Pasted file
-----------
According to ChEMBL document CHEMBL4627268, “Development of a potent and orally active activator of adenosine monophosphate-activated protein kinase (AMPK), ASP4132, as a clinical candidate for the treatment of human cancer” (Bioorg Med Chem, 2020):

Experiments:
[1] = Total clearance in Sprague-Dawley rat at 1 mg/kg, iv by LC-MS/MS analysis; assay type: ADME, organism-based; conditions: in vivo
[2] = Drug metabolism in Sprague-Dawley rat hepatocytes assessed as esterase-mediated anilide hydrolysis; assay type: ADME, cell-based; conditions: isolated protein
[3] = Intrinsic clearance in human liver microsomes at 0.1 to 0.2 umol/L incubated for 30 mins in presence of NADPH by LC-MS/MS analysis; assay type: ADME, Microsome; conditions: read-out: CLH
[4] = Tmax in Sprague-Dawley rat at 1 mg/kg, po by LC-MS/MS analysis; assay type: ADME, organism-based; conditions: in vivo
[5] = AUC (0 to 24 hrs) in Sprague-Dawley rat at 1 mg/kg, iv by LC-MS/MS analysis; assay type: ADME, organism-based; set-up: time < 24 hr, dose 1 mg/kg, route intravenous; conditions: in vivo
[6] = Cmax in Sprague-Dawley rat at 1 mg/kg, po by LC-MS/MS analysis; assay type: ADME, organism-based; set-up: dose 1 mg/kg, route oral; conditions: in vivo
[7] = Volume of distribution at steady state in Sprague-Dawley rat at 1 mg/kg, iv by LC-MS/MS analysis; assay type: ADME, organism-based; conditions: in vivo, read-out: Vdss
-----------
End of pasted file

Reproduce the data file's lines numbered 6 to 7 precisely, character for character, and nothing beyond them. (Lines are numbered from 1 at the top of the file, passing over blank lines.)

[4] = Tmax in Sprague-Dawley rat at 1 mg/kg, po by LC-MS/MS analysis; assay type: ADME, organism-based; conditions: in vivo
[5] = AUC (0 to 24 hrs) in Sprague-Dawley rat at 1 mg/kg, iv by LC-MS/MS analysis; assay type: ADME, organism-based; set-up: time < 24 hr, dose 1 mg/kg, route intravenous; conditions: in vivo